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Minimal Complex

  • {(Hair, Blond),(Height,160..165)} is a second minimal complex.

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End of the concept

  • {{(Hair, Black)}, {(Hair, Blond), (Height, 160..165)}}

    is a local cover of [(Attraction,-)].

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  • (Hair, Red) → (Attraction,+)

  • (Hair, Blond) & (Height,165..180 ) → (Attraction,+)

  • (Hair, Black) → (Attraction,-)

  • (Hair, Blond) & (Height,160..165 ) → (Attraction,-)

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Rough Sets Theory

Logical Analysis Of data



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  • Work on binary data.

  • Extension of boolean approach on non-binary case.

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Definitions (1)

  • Let S be the set of all observations.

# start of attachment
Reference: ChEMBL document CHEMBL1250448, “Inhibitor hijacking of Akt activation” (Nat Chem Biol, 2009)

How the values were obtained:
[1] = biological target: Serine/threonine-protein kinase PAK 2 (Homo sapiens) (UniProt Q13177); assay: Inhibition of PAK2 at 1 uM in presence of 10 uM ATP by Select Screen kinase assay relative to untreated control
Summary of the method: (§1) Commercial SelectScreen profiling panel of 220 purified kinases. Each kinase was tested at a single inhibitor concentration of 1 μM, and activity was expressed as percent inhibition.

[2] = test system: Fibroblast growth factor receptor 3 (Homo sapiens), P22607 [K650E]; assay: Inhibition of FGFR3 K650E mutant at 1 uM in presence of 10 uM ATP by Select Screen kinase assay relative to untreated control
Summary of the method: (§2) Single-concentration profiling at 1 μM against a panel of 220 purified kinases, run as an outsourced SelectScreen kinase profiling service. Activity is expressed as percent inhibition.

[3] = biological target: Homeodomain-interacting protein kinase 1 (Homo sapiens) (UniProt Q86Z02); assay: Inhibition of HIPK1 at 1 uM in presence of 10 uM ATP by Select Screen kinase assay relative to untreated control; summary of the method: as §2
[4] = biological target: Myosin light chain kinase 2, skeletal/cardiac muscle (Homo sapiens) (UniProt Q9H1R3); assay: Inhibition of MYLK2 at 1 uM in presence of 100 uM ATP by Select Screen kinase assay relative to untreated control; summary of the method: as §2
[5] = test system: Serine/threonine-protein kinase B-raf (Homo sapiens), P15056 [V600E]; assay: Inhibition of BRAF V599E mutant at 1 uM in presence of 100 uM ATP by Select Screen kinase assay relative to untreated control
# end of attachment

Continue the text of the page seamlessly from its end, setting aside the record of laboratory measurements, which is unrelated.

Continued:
• Each observation is described by n attributes.

  • Each observation belongs to a class.

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Definitions (2)

  • The classification can be considered as a partition into two sets

  • An archiveis represented by a boolean function Φ :

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Definitions (3)

  • A literal is a boolean variable or its negation:

  • A term is a conjunction of literals :

  • The degree of a term is the number of literals.

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Definitions (4)

  • A term Tcovers a point

    if T(p)=1.

  • A characteristic term of a point p is the unique term of degree n covering p.

  • Ex :